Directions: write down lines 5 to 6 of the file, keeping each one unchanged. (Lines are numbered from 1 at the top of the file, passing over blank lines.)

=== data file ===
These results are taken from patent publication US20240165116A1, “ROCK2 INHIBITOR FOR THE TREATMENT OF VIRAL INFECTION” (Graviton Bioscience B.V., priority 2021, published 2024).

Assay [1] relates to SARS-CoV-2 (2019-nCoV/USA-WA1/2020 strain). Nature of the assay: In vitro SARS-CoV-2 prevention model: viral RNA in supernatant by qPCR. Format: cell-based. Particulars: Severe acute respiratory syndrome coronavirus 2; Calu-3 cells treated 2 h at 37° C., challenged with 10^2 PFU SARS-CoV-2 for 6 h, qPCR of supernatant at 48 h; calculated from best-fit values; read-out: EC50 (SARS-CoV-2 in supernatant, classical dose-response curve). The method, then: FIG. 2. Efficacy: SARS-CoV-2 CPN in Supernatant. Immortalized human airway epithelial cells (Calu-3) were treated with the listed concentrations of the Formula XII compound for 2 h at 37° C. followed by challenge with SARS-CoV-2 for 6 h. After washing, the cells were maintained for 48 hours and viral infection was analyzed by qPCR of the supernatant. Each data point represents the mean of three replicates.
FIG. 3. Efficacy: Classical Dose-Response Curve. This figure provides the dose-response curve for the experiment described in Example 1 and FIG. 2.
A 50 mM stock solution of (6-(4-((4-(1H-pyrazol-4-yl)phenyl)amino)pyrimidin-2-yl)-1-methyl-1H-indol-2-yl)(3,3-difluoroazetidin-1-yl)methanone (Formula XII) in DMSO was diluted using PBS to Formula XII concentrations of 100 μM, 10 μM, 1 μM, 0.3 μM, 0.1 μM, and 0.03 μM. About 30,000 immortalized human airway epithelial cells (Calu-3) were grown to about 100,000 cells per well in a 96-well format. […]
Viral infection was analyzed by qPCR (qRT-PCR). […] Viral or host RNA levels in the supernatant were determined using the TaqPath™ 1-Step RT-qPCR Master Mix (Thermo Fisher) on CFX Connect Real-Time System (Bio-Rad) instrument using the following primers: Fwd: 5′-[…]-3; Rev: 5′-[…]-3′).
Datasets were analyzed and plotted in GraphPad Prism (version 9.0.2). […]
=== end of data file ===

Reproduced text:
Viral infection was analyzed by qPCR (qRT-PCR). […] Viral or host RNA levels in the supernatant were determined using the TaqPath™ 1-Step RT-qPCR Master Mix (Thermo Fisher) on CFX Connect Real-Time System (Bio-Rad) instrument using the following primers: Fwd: 5′-[…]-3; Rev: 5′-[…]-3′).
Datasets were analyzed and plotted in GraphPad Prism (version 9.0.2). […]